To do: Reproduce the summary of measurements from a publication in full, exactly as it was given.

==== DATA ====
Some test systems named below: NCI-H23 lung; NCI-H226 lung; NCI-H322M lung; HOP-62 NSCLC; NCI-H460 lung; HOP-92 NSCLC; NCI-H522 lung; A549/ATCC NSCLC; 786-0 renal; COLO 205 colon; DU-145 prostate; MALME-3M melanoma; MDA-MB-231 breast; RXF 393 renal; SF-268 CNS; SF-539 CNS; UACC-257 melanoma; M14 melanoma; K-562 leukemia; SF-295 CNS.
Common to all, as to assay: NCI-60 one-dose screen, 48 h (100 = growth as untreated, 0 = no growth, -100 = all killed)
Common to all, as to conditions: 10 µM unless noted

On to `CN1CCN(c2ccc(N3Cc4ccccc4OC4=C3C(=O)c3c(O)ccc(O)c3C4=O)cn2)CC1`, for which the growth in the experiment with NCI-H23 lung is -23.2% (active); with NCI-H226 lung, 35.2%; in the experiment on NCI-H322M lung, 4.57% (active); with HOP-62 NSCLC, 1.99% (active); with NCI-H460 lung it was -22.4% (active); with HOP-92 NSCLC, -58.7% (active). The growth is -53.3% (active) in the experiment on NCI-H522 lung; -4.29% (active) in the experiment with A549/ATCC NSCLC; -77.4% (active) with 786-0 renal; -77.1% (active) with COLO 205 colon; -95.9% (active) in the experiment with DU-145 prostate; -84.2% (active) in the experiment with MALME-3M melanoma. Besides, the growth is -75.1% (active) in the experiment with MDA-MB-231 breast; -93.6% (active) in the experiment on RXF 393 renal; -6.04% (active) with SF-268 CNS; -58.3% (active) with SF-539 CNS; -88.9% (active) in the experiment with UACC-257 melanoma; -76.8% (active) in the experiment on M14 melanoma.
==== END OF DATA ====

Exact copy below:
Some test systems named below: NCI-H23 lung; NCI-H226 lung; NCI-H322M lung; HOP-62 NSCLC; NCI-H460 lung; HOP-92 NSCLC; NCI-H522 lung; A549/ATCC NSCLC; 786-0 renal; COLO 205 colon; DU-145 prostate; MALME-3M melanoma; MDA-MB-231 breast; RXF 393 renal; SF-268 CNS; SF-539 CNS; UACC-257 melanoma; M14 melanoma; K-562 leukemia; SF-295 CNS.
Common to all, as to assay: NCI-60 one-dose screen, 48 h (100 = growth as untreated, 0 = no growth, -100 = all killed)
Common to all, as to conditions: 10 µM unless noted

On to `CN1CCN(c2ccc(N3Cc4ccccc4OC4=C3C(=O)c3c(O)ccc(O)c3C4=O)cn2)CC1`, for which the growth in the experiment with NCI-H23 lung is -23.2% (active); with NCI-H226 lung, 35.2%; in the experiment on NCI-H322M lung, 4.57% (active); with HOP-62 NSCLC, 1.99% (active); with NCI-H460 lung it was -22.4% (active); with HOP-92 NSCLC, -58.7% (active). The growth is -53.3% (active) in the experiment on NCI-H522 lung; -4.29% (active) in the experiment with A549/ATCC NSCLC; -77.4% (active) with 786-0 renal; -77.1% (active) with COLO 205 colon; -95.9% (active) in the experiment with DU-145 prostate; -84.2% (active) in the experiment with MALME-3M melanoma. Besides, the growth is -75.1% (active) in the experiment with MDA-MB-231 breast; -93.6% (active) in the experiment on RXF 393 renal; -6.04% (active) with SF-268 CNS; -58.3% (active) with SF-539 CNS; -88.9% (active) in the experiment with UACC-257 melanoma; -76.8% (active) in the experiment on M14 melanoma.